I WOKE up at 7am as usual and had coffee - I don't smoke. My patients are waiting for me. I'm the only doctor working in this region and there are 15,000 people. Every day I see 150 to 200 patients.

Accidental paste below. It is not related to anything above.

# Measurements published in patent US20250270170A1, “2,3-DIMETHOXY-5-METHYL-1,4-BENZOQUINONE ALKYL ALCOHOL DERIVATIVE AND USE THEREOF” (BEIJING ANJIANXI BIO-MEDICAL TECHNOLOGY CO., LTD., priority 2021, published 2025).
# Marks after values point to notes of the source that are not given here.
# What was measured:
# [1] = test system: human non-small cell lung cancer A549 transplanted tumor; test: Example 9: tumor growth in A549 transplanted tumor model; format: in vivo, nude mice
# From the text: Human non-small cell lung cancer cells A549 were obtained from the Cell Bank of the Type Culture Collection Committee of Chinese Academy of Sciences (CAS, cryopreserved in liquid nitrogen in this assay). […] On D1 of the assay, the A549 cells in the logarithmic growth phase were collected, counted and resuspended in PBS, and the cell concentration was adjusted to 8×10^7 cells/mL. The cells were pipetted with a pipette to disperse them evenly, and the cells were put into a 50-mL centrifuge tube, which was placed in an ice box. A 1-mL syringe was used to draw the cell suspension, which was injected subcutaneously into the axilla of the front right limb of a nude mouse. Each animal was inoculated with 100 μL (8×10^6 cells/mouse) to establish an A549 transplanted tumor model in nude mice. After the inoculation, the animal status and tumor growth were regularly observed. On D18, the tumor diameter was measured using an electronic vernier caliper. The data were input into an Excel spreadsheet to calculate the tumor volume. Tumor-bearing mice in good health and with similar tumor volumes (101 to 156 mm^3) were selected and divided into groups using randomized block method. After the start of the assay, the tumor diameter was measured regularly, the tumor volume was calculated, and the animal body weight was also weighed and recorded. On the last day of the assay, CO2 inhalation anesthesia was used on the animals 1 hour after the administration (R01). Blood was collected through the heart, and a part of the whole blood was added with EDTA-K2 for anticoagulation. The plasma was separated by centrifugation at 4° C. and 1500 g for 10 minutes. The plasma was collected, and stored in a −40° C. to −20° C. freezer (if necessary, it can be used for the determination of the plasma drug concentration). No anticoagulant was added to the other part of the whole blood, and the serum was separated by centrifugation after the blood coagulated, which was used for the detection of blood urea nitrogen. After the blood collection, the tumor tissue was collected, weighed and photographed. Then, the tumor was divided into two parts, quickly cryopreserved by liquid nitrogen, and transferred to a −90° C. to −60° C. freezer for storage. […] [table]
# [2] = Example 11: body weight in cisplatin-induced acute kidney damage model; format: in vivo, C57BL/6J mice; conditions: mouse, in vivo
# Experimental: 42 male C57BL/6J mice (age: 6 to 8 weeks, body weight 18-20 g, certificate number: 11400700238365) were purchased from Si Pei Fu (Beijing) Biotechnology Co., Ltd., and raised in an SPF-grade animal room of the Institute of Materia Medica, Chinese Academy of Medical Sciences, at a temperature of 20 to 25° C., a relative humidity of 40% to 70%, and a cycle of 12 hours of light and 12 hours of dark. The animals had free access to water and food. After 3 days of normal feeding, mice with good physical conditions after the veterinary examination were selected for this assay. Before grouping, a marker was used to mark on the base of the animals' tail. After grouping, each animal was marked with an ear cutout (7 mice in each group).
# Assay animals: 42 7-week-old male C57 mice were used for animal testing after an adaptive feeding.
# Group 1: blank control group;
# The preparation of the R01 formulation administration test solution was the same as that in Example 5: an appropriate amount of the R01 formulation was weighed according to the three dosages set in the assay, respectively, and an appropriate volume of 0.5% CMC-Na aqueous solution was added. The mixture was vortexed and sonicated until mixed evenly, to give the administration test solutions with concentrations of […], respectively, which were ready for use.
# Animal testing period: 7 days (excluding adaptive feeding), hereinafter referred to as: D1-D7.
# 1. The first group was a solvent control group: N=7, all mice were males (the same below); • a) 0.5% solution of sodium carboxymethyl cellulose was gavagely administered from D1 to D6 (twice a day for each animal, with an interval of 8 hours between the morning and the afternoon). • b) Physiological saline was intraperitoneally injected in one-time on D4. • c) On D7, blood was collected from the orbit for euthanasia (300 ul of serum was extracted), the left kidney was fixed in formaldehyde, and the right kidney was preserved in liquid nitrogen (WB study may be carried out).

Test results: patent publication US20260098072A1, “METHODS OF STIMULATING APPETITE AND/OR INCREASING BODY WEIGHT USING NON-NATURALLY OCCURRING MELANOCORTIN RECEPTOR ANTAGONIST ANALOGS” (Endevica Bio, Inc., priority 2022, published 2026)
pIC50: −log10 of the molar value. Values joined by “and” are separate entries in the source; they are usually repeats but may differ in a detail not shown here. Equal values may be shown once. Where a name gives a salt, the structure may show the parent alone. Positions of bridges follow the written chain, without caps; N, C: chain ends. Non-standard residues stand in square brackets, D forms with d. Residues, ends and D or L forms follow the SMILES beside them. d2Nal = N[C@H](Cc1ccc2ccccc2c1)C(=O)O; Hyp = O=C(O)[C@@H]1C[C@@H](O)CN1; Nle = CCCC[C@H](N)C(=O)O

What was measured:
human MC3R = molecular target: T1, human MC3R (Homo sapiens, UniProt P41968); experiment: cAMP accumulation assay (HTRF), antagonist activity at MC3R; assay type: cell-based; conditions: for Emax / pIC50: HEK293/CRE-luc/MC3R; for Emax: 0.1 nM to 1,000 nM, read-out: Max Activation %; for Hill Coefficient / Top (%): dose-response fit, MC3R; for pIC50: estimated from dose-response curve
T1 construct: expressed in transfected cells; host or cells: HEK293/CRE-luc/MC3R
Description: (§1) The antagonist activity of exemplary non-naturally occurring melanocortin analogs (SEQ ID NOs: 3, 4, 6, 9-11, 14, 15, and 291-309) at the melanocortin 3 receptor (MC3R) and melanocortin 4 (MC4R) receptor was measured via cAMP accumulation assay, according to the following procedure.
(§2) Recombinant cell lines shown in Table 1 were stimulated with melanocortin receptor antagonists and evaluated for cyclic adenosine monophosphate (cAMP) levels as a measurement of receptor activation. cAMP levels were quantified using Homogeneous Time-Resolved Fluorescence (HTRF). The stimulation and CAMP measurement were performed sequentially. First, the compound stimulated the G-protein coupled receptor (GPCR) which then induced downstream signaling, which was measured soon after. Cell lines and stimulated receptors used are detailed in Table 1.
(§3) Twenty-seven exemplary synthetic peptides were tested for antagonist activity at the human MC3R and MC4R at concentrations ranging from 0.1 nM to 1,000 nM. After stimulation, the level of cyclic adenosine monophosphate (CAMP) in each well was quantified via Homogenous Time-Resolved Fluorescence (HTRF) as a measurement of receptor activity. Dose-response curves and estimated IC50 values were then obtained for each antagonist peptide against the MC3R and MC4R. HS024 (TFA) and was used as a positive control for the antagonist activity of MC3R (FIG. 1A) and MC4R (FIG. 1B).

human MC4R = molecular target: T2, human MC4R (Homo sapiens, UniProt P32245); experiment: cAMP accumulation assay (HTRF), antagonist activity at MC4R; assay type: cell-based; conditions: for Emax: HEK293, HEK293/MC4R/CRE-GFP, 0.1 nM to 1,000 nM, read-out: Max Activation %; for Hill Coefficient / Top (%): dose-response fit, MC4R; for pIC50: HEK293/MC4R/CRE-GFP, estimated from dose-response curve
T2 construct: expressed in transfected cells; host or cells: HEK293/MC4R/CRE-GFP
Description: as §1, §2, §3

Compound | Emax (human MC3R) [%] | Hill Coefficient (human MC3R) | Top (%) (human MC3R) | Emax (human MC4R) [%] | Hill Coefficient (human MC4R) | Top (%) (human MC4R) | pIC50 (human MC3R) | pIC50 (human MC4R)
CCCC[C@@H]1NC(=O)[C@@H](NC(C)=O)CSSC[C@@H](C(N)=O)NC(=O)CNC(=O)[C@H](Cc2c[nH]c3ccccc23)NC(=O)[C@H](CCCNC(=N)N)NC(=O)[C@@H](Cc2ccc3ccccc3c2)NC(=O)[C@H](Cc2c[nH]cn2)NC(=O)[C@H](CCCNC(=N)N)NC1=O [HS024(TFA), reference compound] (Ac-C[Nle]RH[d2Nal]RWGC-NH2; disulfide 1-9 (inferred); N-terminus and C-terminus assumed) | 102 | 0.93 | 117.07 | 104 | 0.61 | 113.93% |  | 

Today I had the case of a brother and sister who are severely traumatised. The sister is still in a very bad way, she would not say anything except: "They will kill my brother, they will kill my father." She just kept repeating that. The brother didn't say anything at all, but when I questioned him, eventually he answered. We gave him a sedative. He was terrified there will be another offensive. I can't give too many details because of professional secrecy, but .. everyone fled from his village to the mountains, but the soldiers followed and caught his father - he saw that. Then they came back for the boy and threatened to cut his throat and beat him. The two were held for several days in very bad conditions.Their father survived. FRIDAY EVERY DAY has the same rhythm. I work for three hours, then my neighbour brings me a coffee and I carry on until 2pm. I eat upstairs - someone brings lunch, today it is a tin of tuna. The room is filled with humanitarian aid, but we have a corner to eat in. I have 10 minutes, and then I continue working until 6pm. There are six people in my team, including two nurses and a pharmacist. Three of them were health workers before the war, the other three are high-school graduates helping out. I was promised that a supply of medicines would come today and so many more patients than usual are waiting. But they did not come, so I had many problems. I had promised people there would be drugs, so they were very upset and disappointed. So was I. This was the hardest day since the offensive. I felt terrible about the supplies not coming. I also had a session with Besnik, one of the last survivors of the Deliu family - more than 20 of them were massacred in Obrinje last month, men,women and children. He responded well to questions, so I felt better about him. At the beginning, he was just gazing into the distance, and would not say anything. He was silent. But now he is OK.He is five years old. Two of his sisters, aged one and three, also survived. I went back to the clinic until dark. I live in this village, but since the offensive my family has moved to Pristina, and I cannot go to visit them. I haven't seen them for more than two weeks, but we talk on the phone sometimes. SATURDAY I DIDN'T do anything special today - every day is a working day. I haven't had a day off in eight months. We don't have electricity, and water comes from a stream on the hill. My house was burnt during the shelling, but the big meeting room was saved, so I live there with my team. The roof was burnt off, so we just share the one room. SUNDAY I LISTEN to the news on a small radio, but I'm not very interested in it - I have my own problems. Today there were not so many patients, because they knew we had no medical supplies. I specialised as a neuro-psychiatrist, but in Albania, so the Serbian government did not accept my qualifications, and I worked for 14 years in this area as a GP, with clinics in several villages. …